With 2 million homes in foreclosure and another 2.3 million seriously delinquent on their mortgages - the biggest logjam of distressed properties the market has ever seen - companies involved in the foreclosure process were paid to move cases quickly through the pipeline.
Law firms competed with one another to file the largest number of foreclosures on behalf of lenders - and were rewarded for their work with bonuses. These and other companies that handled the preparation of documents were paid for volume, so they processed as many as they could en masse, leaving little time to read the paperwork and catch errors.
And the big mortgage companies overseeing it all - including government-owned Fannie Mae - were so eager to get bad loans off their books that they imposed a penalty on contractors if they moved too slowly.
The system was so automated and so inflexible that once a foreclosure process began, homeowners and consumer advocates say, there was often no way to stop it.
Which is usually what happens once a white-collar criminal racket clanks into motion: victims have no idea what is happening, and no way of organizing to push back against the goons in suits and ties.
And remember, these weren't "errors" being made because of the onslaught of delinquent mortgage borrowers: this was foreclosure as a form of graft and fraud, being perpetrated on homeowners in good standing as well.
In one case in Fort Lauderdale in July, for instance, Bank of America foreclosed on a man after a computer glitch and resold his home even though he had paid his mortgage in full.
Virtually everyone involved - loan servicers, law firms, document processing companies and others - made more money as they evicted more borrowers from their homes, creating a system that was vulnerable to error and difficult for homeowners to challenge.
Law firms were rewarded with additional bonuses from document processing companies if they met deadlines for preparing and filing foreclosures in courts. One of the nation's major processors, Lending Processing Services in Jacksonville, Fla., confirmed that it had paid such bonuses but said it no longer offers them.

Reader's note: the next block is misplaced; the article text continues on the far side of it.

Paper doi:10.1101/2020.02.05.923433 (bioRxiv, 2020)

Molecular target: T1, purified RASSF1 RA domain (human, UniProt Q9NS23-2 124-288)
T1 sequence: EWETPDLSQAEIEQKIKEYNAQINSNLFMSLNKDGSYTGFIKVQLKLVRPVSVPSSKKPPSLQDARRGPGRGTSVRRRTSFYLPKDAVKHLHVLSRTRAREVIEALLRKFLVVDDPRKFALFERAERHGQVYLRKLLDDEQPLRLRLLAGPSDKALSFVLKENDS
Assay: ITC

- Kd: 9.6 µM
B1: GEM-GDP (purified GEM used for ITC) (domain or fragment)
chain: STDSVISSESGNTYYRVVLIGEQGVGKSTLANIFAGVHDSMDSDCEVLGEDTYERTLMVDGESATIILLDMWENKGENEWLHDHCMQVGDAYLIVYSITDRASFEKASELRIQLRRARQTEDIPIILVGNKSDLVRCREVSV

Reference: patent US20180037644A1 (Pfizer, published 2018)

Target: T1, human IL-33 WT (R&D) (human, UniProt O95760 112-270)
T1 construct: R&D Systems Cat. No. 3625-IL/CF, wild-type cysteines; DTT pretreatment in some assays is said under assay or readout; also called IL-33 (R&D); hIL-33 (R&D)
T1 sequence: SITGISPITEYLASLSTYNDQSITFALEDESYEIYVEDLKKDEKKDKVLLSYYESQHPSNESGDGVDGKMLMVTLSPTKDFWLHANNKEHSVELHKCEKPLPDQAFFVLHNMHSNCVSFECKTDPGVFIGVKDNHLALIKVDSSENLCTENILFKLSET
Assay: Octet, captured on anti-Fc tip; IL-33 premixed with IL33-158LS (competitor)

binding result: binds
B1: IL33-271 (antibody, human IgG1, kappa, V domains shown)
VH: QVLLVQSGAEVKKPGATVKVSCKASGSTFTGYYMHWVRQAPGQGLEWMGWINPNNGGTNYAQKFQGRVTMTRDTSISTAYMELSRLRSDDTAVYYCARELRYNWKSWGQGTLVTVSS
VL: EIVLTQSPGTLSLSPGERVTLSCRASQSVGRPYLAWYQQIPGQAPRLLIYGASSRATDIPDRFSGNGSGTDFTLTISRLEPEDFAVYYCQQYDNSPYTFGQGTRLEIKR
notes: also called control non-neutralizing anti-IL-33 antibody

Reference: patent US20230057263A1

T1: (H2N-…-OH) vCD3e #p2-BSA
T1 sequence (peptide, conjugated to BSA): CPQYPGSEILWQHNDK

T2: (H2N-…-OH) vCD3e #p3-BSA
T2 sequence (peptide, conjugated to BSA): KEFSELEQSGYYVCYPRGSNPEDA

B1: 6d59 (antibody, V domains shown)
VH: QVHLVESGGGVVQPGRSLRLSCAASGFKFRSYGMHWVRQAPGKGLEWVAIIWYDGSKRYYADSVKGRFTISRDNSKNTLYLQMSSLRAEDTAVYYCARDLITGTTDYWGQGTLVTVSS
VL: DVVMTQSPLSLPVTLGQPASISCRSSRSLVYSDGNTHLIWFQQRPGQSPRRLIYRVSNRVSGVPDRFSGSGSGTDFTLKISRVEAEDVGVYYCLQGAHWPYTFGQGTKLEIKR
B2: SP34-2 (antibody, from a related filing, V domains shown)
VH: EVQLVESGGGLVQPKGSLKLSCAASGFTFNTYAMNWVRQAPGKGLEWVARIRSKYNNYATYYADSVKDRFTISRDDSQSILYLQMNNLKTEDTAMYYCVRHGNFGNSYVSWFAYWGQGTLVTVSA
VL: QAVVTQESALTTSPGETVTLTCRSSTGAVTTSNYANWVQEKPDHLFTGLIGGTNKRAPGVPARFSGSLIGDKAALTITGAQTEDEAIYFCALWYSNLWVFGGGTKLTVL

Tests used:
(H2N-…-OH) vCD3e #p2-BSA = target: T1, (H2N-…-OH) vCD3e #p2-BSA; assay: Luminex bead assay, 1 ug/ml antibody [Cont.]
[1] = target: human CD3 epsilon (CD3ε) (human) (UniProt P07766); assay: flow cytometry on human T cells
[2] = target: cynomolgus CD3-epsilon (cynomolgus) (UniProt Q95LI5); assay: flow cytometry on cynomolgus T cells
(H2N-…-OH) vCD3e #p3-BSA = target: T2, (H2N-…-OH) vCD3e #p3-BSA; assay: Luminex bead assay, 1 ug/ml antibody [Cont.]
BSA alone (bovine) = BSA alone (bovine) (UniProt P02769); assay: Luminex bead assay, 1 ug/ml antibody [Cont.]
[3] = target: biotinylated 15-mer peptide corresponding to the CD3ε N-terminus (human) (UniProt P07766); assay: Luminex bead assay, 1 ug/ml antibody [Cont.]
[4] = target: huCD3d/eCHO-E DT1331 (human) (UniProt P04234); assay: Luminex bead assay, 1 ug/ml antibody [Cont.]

To keep up with the crush of foreclosures, document processors and mortgage service firms rushed to hire anyone they could - hair stylists, Wal-Mart clerks, assembly-line workers who made blinds - and gave them key roles in their foreclosure departments without formal training, according to court papers.
A number of these employees have testified that they did not really know what a mortgage was, couldn't define "affidavit," and knew they were lying when they signed documents related to foreclosures, according to depositions of 150 employees for mortgage companies.
I'd insert a cryptic "LMAO" here were this not such a web of malcontents and other bottom-feeders in the lending and legal worlds.
As I predicted in my first post on this, the scandal itself is reaching well beyond Big Banking and Big Mortgage. Much of the illegal paperwork processing had to pass through the hands of lawyers, and now we're seeing evidence that hundreds, perhaps thousands of lawyers chose to participate in illegal and criminal conduct in order to make a quick buck in recessionary times, even if it meant putting mortgage holders in good standing out on the street. Let's hope the appropriate punishment for this is both disbarment and imprisonment.
With all 50 state attorneys general now investigating this mass pinch, a crime, if you think about it, that goes to the very American ideal of home ownership, the idea of "settlement" should be off the table. We don't settle burglary. We don't settle cases of robbery. We don't settle home invasions and violent crimes which involve, at the point of a gun, removing you from your home.
And we shouldn't entertain the idea now.